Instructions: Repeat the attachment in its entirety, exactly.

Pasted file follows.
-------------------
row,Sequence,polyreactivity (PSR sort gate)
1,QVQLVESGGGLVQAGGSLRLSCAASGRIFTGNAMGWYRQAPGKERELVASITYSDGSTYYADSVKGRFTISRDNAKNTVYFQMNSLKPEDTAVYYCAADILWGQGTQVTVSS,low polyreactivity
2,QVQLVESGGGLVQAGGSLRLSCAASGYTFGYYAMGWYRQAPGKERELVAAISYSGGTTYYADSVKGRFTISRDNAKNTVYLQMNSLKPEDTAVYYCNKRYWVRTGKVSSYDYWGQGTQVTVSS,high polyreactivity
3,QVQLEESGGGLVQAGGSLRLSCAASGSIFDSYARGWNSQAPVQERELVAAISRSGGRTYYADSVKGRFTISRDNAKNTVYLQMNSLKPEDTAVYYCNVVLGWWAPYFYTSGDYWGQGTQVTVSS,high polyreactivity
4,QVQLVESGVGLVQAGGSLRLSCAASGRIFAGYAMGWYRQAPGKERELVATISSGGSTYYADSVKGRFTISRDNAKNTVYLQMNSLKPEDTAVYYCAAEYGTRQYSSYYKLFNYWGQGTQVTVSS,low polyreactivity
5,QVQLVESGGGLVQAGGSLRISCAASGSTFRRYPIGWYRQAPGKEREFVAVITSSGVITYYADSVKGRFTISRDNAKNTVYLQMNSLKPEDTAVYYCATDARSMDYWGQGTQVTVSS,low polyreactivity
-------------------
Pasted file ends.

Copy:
row,Sequence,polyreactivity (PSR sort gate)
1,QVQLVESGGGLVQAGGSLRLSCAASGRIFTGNAMGWYRQAPGKERELVASITYSDGSTYYADSVKGRFTISRDNAKNTVYFQMNSLKPEDTAVYYCAADILWGQGTQVTVSS,low polyreactivity
2,QVQLVESGGGLVQAGGSLRLSCAASGYTFGYYAMGWYRQAPGKERELVAAISYSGGTTYYADSVKGRFTISRDNAKNTVYLQMNSLKPEDTAVYYCNKRYWVRTGKVSSYDYWGQGTQVTVSS,high polyreactivity
3,QVQLEESGGGLVQAGGSLRLSCAASGSIFDSYARGWNSQAPVQERELVAAISRSGGRTYYADSVKGRFTISRDNAKNTVYLQMNSLKPEDTAVYYCNVVLGWWAPYFYTSGDYWGQGTQVTVSS,high polyreactivity
4,QVQLVESGVGLVQAGGSLRLSCAASGRIFAGYAMGWYRQAPGKERELVATISSGGSTYYADSVKGRFTISRDNAKNTVYLQMNSLKPEDTAVYYCAAEYGTRQYSSYYKLFNYWGQGTQVTVSS,low polyreactivity
5,QVQLVESGGGLVQAGGSLRISCAASGSTFRRYPIGWYRQAPGKEREFVAVITSSGVITYYADSVKGRFTISRDNAKNTVYLQMNSLKPEDTAVYYCATDARSMDYWGQGTQVTVSS,low polyreactivity